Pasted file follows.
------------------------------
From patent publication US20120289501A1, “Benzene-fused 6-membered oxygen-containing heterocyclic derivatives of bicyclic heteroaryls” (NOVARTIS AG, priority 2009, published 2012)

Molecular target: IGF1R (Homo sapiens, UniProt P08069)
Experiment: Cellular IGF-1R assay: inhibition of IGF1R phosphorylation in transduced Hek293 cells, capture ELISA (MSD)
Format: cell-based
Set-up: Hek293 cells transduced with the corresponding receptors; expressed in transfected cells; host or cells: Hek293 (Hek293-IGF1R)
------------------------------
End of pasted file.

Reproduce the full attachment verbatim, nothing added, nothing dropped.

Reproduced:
From patent publication US20120289501A1, “Benzene-fused 6-membered oxygen-containing heterocyclic derivatives of bicyclic heteroaryls” (NOVARTIS AG, priority 2009, published 2012)

Molecular target: IGF1R (Homo sapiens, UniProt P08069)
Experiment: Cellular IGF-1R assay: inhibition of IGF1R phosphorylation in transduced Hek293 cells, capture ELISA (MSD)
Format: cell-based
Set-up: Hek293 cells transduced with the corresponding receptors; expressed in transfected cells; host or cells: Hek293 (Hek293-IGF1R)